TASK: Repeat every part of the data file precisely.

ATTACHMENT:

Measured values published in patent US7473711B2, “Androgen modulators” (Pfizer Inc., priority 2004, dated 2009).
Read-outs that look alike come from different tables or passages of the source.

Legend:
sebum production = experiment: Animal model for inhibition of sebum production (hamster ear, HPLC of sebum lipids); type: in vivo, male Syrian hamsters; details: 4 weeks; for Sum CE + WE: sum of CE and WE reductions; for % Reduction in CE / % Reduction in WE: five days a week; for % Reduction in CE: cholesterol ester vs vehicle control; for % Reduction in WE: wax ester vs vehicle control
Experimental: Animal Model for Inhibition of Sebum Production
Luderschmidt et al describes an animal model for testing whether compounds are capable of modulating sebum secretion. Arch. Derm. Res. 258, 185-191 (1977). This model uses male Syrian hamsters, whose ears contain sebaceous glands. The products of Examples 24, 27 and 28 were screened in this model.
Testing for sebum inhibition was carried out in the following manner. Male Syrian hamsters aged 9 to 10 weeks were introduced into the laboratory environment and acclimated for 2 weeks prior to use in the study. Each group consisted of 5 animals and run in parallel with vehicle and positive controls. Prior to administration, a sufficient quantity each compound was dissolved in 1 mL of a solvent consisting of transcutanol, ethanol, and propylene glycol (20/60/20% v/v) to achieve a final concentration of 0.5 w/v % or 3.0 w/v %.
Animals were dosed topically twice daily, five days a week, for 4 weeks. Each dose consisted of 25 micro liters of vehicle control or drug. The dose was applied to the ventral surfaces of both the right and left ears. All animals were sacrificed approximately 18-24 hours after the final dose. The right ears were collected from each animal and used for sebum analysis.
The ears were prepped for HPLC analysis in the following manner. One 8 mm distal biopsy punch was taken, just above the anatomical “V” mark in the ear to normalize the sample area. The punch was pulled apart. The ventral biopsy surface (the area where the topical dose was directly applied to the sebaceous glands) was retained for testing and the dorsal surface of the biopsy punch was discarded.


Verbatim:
Measured values published in patent US7473711B2, “Androgen modulators” (Pfizer Inc., priority 2004, dated 2009).
Read-outs that look alike come from different tables or passages of the source.

Legend:
sebum production = experiment: Animal model for inhibition of sebum production (hamster ear, HPLC of sebum lipids); type: in vivo, male Syrian hamsters; details: 4 weeks; for Sum CE + WE: sum of CE and WE reductions; for % Reduction in CE / % Reduction in WE: five days a week; for % Reduction in CE: cholesterol ester vs vehicle control; for % Reduction in WE: wax ester vs vehicle control
Experimental: Animal Model for Inhibition of Sebum Production
Luderschmidt et al describes an animal model for testing whether compounds are capable of modulating sebum secretion. Arch. Derm. Res. 258, 185-191 (1977). This model uses male Syrian hamsters, whose ears contain sebaceous glands. The products of Examples 24, 27 and 28 were screened in this model.
Testing for sebum inhibition was carried out in the following manner. Male Syrian hamsters aged 9 to 10 weeks were introduced into the laboratory environment and acclimated for 2 weeks prior to use in the study. Each group consisted of 5 animals and run in parallel with vehicle and positive controls. Prior to administration, a sufficient quantity each compound was dissolved in 1 mL of a solvent consisting of transcutanol, ethanol, and propylene glycol (20/60/20% v/v) to achieve a final concentration of 0.5 w/v % or 3.0 w/v %.
Animals were dosed topically twice daily, five days a week, for 4 weeks. Each dose consisted of 25 micro liters of vehicle control or drug. The dose was applied to the ventral surfaces of both the right and left ears. All animals were sacrificed approximately 18-24 hours after the final dose. The right ears were collected from each animal and used for sebum analysis.
The ears were prepped for HPLC analysis in the following manner. One 8 mm distal biopsy punch was taken, just above the anatomical “V” mark in the ear to normalize the sample area. The punch was pulled apart. The ventral biopsy surface (the area where the topical dose was directly applied to the sebaceous glands) was retained for testing and the dorsal surface of the biopsy punch was discarded.